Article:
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Sunday, March 23, 2008


(A Suspended Animation "classic" from 1998.)

Save the blood and guts for hockey; horror is about anticipated and realized fear.

The new comic book, Helsing, is about a beautiful young woman who has mysterious and deep ties to a relative of Abraham Van Helsing, the man who killed Dracula, and her search for a mysterious and sinister organization called "The Tophet."

But this new horror comic is ultimately about fear, anticipated and realized.

As should be, there are more intriguing questions than answers in the premier issue. Subplots and characterization are introduced that hint at subtle relationships both on this earth and in other realms. Dialog and pacing are crisp, although captions seem underwritten and occasionally even clumsy: "Relics of yesteryears continued forth with their true beginnings obscured."

That's clumsy.

The art is full of somber grays and threatening blacks, although it does not reach the classic macabre visual atmosphere of a Graham Ingels, Berni Wrightson or Frank Frazetta. The visual pacing is excellent and storytelling clear, and the artist's characters are each physically distinctive people. It is a hair's-breadth away from excellence and only needs an ominous and additional layer of shadow.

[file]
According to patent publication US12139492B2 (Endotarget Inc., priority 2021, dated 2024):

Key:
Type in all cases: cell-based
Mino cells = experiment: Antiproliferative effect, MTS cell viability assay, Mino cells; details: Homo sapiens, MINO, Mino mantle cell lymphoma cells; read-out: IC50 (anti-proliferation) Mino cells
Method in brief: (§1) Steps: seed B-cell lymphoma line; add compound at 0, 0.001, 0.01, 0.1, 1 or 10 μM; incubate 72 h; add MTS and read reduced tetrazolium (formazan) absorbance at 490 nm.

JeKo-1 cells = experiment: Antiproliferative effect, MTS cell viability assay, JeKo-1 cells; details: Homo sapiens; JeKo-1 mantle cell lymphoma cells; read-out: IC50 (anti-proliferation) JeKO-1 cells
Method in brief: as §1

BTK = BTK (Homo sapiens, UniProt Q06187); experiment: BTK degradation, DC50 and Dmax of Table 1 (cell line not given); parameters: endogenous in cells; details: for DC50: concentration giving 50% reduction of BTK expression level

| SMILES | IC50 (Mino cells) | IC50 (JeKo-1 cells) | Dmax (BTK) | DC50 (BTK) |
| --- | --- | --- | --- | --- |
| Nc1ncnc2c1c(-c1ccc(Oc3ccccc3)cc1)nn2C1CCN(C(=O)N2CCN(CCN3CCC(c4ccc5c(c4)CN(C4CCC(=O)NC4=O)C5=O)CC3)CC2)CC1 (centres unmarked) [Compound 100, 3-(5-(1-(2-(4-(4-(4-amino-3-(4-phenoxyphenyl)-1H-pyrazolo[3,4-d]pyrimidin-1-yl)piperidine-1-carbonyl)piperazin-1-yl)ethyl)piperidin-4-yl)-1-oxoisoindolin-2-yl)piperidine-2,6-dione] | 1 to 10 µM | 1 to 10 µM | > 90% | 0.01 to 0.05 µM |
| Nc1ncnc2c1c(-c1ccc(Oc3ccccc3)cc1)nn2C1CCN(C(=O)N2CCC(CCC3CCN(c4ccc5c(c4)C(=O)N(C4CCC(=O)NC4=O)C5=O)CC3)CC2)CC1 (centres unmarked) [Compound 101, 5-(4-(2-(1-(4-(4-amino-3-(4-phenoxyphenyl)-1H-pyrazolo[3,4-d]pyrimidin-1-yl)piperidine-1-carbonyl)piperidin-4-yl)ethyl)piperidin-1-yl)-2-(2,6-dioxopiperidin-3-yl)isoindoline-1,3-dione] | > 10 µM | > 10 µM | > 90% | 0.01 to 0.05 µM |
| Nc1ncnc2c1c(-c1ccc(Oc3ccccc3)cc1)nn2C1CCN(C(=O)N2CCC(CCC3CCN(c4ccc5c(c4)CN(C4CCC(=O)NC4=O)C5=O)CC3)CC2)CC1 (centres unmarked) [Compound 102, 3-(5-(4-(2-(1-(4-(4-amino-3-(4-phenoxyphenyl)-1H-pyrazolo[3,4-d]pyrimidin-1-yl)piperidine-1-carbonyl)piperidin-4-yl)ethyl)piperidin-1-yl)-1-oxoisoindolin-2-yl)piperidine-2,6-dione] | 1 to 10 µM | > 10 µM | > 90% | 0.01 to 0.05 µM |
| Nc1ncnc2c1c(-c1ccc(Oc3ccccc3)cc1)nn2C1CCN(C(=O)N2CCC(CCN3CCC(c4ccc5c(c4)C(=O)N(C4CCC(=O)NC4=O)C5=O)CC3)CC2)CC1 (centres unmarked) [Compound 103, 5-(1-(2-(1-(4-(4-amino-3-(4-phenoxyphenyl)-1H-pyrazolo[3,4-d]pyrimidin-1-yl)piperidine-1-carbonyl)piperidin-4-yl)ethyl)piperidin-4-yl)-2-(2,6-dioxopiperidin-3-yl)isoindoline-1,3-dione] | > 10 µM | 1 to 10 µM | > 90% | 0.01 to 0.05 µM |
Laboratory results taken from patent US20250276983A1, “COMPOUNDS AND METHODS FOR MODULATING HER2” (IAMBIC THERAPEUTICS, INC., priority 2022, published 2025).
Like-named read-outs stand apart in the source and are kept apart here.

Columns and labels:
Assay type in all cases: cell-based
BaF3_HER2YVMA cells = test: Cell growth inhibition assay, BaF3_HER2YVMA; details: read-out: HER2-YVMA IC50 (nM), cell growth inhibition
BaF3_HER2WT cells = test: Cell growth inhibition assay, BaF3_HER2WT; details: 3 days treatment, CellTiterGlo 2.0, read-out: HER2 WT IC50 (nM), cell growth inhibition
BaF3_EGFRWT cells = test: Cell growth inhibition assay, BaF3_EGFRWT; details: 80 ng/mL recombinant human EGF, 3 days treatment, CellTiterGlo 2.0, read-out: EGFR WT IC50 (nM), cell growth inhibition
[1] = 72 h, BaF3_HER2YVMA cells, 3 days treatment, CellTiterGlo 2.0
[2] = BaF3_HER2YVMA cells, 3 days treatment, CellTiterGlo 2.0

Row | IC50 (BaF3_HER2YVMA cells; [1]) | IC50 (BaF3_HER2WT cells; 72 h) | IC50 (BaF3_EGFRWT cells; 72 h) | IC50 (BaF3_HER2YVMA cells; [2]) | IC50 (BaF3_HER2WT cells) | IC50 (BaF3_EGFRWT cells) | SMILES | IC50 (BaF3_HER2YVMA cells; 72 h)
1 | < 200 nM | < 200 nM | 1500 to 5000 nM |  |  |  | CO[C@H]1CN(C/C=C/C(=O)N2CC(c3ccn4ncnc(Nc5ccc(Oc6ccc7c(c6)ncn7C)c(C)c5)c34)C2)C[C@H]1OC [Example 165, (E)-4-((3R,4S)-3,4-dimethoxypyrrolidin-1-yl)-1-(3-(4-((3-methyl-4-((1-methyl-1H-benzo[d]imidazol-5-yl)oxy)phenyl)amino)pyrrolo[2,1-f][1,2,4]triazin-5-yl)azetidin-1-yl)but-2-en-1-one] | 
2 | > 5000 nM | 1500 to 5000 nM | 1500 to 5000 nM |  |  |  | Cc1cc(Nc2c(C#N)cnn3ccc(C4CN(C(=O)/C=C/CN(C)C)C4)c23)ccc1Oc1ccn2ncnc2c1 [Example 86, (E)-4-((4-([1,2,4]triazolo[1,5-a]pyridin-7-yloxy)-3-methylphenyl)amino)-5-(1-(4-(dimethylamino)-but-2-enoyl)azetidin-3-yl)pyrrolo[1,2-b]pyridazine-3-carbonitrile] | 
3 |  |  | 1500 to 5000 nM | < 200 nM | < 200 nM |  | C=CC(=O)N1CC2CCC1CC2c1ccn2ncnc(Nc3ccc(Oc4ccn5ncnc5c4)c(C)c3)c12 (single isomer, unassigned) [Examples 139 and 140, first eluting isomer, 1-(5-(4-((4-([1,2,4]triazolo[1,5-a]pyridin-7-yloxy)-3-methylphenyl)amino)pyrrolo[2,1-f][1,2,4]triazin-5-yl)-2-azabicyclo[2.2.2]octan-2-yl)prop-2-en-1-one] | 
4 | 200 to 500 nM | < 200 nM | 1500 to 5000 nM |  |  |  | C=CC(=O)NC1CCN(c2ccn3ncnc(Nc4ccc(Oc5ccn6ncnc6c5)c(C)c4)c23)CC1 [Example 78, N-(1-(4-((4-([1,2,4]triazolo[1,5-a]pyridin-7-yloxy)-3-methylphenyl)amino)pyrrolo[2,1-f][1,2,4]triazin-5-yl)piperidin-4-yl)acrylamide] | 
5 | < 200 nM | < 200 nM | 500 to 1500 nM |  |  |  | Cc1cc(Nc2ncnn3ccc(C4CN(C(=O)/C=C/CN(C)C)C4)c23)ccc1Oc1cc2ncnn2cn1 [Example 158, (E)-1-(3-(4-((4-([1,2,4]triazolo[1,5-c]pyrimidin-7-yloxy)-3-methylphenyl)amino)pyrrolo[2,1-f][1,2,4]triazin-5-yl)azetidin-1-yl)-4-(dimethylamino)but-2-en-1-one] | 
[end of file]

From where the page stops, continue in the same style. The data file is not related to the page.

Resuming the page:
The first issue of Helsing is like a first date, more titillation than promise, offering no guarantees. But, as first dates go, this new series holds real promise.

It could be a marriage made in Hell, which is the proper setting for horror.

Particularly noteworthy is the restrained use of profanity, sex, nudity and excessive violence that have befouled the genre of horror in the last three decades.


Helsing #1/$2.95, 33 pgs. from Caliber Core/Writer: Gary Reed; artists: John Lowe and friends/sold in comics shops and by mail.

- Reviewed by Michael Vance